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Customer Success Story

Modern monitoring of substations installed at Itaipu Binacional

Hitachi Energy delivered a comprehensive system for the monitoring of switches, breakers and transformers of substations to the water power plant Itaipu Binacional, the second largest hydroelectric plant in the world. The power plant is located in South America on the border between Brazil and Paraguay and is very important for the electricity demand of both countries.

For the monitoring of substations Itaipu needed a comprehensive system which should be able to handle different protocols. As a must, the communication between the field and the control center is to be handled via the standard protocol IEC 61850. Furthermore, an integrated human machine interface (HMI) is needed for diagnostics and prognostics. Besides a competitive price for the complete system, all solutions have to be fully certified.

As a solution Hitachi Energy provided an integrated monitoring system for the breakers, disconnectors and power transformers. The scope included 126 pieces of the compact and flexible 560CIG10 of RTU540 product linePLC devices with a high process data speed and, as a supervising system with HMI, MicroSCADA pro.

The customer appreciated the solution by Hitachi Energy since all specifications were met. Additionally, the compactness of the RTU540 allowed the set-up in each section on the field together with switches, breakers and transformers. Besides the reasonable price, the RTU 560CIG10 fulfilled all requirements for the application as IEC 61850 server, underlining its interoperability with third-party devices. Within this project this advanced protocol converter function refers to IEC 61850, IEC 60870-5-104, Modbus and DNP3.0.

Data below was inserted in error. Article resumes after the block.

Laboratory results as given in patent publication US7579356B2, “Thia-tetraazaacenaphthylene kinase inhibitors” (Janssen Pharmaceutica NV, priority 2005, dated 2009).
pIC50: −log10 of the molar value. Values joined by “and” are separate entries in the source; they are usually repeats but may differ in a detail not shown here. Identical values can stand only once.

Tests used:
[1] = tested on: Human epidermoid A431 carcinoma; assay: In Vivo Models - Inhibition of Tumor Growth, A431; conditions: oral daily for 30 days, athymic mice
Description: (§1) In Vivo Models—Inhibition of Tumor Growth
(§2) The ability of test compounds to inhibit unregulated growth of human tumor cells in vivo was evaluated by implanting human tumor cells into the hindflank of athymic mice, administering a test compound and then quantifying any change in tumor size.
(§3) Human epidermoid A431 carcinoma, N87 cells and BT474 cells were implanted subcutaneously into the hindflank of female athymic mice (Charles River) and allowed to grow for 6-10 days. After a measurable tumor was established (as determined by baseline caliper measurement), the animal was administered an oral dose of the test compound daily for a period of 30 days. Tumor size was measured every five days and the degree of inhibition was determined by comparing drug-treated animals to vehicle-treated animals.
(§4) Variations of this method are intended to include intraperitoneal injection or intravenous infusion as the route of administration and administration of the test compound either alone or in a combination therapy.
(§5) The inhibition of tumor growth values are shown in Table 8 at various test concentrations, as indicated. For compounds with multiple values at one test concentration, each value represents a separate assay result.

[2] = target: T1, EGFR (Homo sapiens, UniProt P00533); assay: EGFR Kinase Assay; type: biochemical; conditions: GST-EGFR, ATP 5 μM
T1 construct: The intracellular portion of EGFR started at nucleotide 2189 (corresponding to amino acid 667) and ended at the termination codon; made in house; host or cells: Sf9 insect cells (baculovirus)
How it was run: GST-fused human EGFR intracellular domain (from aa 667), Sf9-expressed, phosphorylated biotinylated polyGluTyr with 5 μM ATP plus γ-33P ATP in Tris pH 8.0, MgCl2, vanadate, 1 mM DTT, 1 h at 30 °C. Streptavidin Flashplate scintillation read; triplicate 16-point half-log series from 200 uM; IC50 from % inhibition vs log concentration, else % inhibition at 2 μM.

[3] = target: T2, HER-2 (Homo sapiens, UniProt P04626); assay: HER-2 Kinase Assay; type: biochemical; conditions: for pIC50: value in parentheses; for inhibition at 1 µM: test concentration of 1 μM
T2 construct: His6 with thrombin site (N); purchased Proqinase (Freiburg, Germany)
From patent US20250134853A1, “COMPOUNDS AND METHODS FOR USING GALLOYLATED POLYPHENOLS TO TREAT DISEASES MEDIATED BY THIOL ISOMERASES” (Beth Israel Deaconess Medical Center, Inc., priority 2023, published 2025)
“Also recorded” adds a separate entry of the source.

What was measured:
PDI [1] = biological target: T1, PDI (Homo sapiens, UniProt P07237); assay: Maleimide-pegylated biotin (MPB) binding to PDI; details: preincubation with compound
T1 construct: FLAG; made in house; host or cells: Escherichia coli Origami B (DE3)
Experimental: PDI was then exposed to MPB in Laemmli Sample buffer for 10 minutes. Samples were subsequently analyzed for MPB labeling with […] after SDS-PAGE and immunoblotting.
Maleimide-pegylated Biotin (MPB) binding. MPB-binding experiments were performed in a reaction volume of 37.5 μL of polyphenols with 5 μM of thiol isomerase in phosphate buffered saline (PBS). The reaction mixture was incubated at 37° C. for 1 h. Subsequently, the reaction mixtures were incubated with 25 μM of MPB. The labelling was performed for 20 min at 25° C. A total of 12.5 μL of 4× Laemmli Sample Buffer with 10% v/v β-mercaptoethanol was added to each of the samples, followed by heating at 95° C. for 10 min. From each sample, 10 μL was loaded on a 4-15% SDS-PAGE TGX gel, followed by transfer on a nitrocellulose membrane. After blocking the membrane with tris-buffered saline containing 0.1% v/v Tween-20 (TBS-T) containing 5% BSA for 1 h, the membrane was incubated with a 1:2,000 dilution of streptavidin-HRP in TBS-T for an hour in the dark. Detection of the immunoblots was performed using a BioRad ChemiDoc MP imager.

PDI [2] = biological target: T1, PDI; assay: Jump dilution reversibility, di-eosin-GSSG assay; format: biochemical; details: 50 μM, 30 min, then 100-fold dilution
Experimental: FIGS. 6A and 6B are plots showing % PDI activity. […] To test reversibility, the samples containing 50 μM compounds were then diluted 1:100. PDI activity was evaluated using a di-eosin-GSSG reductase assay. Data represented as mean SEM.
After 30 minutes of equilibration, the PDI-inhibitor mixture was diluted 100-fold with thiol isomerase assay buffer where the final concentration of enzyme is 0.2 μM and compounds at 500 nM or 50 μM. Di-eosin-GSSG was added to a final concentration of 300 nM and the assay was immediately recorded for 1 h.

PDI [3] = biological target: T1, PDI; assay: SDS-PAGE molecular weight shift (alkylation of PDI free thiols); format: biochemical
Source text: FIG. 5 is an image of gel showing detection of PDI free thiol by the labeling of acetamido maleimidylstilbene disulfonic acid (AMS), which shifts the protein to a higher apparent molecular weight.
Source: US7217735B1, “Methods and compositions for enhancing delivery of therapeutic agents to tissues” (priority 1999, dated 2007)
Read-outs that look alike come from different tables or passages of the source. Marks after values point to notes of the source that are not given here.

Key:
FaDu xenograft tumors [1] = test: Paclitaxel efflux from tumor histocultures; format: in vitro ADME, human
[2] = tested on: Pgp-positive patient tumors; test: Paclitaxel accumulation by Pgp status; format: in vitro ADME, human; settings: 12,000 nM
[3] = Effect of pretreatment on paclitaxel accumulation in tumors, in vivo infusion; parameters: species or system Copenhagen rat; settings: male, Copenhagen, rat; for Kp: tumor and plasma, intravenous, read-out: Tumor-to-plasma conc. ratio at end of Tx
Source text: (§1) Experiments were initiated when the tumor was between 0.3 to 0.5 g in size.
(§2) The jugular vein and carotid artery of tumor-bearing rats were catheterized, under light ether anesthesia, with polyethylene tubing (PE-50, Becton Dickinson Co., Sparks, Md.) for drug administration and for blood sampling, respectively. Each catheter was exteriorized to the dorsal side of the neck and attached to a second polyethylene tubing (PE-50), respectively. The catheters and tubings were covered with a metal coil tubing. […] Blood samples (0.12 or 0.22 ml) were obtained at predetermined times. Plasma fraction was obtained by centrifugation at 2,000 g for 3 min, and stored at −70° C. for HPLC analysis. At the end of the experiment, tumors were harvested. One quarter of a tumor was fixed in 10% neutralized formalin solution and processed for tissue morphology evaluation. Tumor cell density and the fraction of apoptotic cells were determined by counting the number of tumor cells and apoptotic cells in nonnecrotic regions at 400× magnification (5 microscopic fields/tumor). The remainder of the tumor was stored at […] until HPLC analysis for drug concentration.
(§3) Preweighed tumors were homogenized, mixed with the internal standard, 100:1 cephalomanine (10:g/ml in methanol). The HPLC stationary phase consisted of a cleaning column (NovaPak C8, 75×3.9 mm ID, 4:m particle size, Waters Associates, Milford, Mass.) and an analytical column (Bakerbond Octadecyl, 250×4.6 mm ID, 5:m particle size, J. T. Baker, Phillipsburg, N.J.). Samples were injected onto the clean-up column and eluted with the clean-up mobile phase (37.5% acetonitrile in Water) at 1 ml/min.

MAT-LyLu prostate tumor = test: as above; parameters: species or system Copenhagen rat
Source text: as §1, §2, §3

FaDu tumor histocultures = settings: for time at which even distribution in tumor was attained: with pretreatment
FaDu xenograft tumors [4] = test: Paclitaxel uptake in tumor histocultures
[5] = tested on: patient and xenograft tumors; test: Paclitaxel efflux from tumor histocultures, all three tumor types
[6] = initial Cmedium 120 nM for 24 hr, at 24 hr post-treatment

The water power plant Itaipu located on the Paraná river has an installed capacity of 14000 MW. The storage lake has a volume of up to 29 billion m3 with a surface of 1350 km2, which is more than twice the size of the Bodensee in Europe. The output of the water plant covers 17% of the electricity demand of Brazil and 72% of the demand of Paraguay. Since Paraguay does not require all the electric power, it exports parts of it to Brazil and offers free power to foreign investors. In 2012 the complete Itaipu complex produced enough power to meet all of Paraguay‘s power needs for nine years, or the entire planet for two days.